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Monday, February 24, 2020

The Story of Sedition

Theatre performer and historian Mahmood Farooqui will introduce Dastangoi,the forgotten art of Urdu storytelling,in the city.

Written by Shruti Nambiar | Published: September 17, 2011 12:43:43 am

You will be forgiven for squinting in confusion at all the analogies. Mahmood Farooqui lets his words slip out in quick succession,covering swathes of topics and observations in a matter of seconds. This easy lucidity flows over on the Dastangoi blog,where Farooqui passionately waxes eloquent on the origins of Dastangoi,the forgotten art of Urdu storytelling that has been courting revival for the past six years in Delhi and Mumbai,thanks to Farooqui and a “brood” of 16.

That Farooqui was co-director and casting director for the commercially and critically well-appreciated Peepli Live is well known. But the Delhi-based Oxford and Cambridge graduate,and Rhodes scholar,is also the founder of a theatre group called Dastak,and has been actively involved in reviving the lost form of Dastangoi in India. Farooqui and Danish Husain are in the city on Sunday to perform Dastan-e-Sedition ,as a part of the day-long ‘Celebrating Right To Dissent’ event organised by the Lokayat group,in support of incarcerated public health specialist and activist Binayak Sen. Apart from a performance at the Film and Television Institute of India,this will be Pune’s first tryst with this unique style of storytelling.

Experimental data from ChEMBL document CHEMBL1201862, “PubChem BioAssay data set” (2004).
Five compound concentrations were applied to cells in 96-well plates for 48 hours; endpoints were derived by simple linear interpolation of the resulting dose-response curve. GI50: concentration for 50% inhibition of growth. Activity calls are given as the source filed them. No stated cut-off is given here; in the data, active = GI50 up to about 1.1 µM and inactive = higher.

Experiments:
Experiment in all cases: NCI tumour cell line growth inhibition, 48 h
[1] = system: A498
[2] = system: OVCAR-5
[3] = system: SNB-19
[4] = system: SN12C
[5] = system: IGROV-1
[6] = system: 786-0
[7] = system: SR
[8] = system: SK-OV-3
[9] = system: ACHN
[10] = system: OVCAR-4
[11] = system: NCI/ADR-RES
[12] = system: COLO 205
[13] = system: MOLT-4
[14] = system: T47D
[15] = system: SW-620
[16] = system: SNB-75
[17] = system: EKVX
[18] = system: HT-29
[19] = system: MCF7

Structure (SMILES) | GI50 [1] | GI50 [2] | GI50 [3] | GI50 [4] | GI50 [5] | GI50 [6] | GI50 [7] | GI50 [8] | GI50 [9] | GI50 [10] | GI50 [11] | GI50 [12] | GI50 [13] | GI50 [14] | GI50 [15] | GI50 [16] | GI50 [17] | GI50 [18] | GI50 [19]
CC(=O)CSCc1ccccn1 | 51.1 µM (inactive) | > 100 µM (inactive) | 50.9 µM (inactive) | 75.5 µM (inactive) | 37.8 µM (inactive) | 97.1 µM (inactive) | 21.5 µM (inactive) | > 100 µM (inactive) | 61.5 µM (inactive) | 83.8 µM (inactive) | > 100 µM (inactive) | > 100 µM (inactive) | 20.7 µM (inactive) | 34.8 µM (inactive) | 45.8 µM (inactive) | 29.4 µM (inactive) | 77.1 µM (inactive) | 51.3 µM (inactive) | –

So then,what is Dastangoi? “It is a lost form of Urdu storytelling that met an abrupt end at the beginning of the 20th century. It is a form where the performers speak very fast in Urdu,and leave the audience catching their breath. It is a mix of narration,recitation and a little performance. It is not like conventional acting or emoting or like Kathakali. It is somewhere in between,” says Farooqui. The Dastangoi blog articulately traces the origins,inspirations and content of this form. At the performance,the storytellers mostly sit still on a chowki,letting their voices and gestures communicate the dastans (tales) of magic,intrigue and more.

Farooqui credits Allahabad-based Urdu writer,poet,scholar and critic,Shamsur Rahman Faruqi,and his works for making the revival possible. “I cannot claim exclusive authorship of what we will perform. These are devised stories that will relate a take on the subject at hand,” says Farooqui. He admits that given the form of Dastangoi,there is a certain “burden of explanation” on the Dastangos. “We can’t take it for granted that the audience will understand everything. But in the past six years,we have realised that we can’t worry too much about it. There are too many stories to tell and too little time,” he chuckles.

Dastan-e-Sedition begins at 7pm at Kale Memorial Hall,Gokhale Institute of Politics and Economics,on Sunday

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